Giovanni Contarini, born at Venice, in 1549, died in 1605, was one of the most distinguished painters of his age, worked in the style of Titian, and was particularly skilful in painting ceilings, e. g., his Resurrection, in the church of St. Francesco di Paolo, in Venice.-Vincenzo Contarini, born at Venice in 1577, died in 1617; a scholar, whose reputation was, in early life, so great, that the magistrates of Padua established a new chair of Latin and Greek eloquence, only to retain the learned youth of 26 years of age in their city. He lectured there until 1614.-Simone Contarini, born at Venice in 1563, died in 1633, was Venetian ambassador at the court of the duke of Savoy, Philip II of Spain, Mohammed III, in Constantinople, pope Paul V, and the emperor Ferdinand II; and became, afterwards, advocate of San Marco. As such, he made another journey to Constantinople. When, in 1630, the plague raged at Venice, he could not be induced to leave the city, but remained to make the arrangements which the evil required.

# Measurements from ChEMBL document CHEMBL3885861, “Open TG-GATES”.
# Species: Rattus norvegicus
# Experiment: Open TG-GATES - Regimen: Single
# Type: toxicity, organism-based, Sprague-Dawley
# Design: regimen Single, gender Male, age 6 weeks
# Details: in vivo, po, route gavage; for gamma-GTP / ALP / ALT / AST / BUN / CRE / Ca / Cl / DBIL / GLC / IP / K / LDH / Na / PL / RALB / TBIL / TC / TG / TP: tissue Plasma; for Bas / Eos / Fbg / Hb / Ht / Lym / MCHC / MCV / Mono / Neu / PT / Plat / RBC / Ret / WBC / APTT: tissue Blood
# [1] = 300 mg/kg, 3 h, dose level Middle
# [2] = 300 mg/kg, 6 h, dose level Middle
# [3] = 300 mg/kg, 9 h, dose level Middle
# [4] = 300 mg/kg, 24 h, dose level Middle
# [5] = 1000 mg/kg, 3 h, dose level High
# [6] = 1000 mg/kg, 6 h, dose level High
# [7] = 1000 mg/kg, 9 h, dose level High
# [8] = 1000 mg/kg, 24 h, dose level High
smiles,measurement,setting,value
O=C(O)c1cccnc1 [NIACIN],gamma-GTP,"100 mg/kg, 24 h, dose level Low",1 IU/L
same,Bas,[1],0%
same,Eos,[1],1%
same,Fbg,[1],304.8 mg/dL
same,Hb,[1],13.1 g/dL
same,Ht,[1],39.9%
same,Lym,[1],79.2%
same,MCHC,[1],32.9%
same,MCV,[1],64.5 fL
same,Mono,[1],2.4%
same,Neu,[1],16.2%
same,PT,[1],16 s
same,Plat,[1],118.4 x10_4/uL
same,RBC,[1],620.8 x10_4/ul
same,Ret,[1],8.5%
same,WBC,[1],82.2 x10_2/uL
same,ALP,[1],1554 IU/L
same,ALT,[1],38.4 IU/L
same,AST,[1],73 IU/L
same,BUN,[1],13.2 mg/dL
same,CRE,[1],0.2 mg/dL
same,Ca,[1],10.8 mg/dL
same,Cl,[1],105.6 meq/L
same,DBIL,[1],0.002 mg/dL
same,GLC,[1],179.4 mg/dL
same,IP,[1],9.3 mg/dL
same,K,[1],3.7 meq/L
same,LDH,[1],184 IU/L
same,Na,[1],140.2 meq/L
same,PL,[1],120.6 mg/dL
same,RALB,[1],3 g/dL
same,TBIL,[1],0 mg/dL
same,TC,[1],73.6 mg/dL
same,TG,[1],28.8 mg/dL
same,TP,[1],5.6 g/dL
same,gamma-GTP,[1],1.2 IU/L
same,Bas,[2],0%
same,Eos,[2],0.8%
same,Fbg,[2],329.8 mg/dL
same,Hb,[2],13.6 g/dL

CONTAT, Louise (madame de Parny, known on the French stage as mademoiselle), was born at Paris in 1760, made her début as Atalide, in Bajazet, at the théâtre Français (1776), but afterwards devoted her brilliant talents entirely to comedy. She was the pupil of Mme. Préville, and her earlier manner was formed on that of her instructress. She was discriminating, but cold in her action; dignified, but stiff in her movements; forcible, but monotonous in her delivery. It was only when she appeared in a new class of characters, that she ceased to be an imitator. She had already appeared with great applause in the parts which the French call the grandes coquettes, when Beaumarchais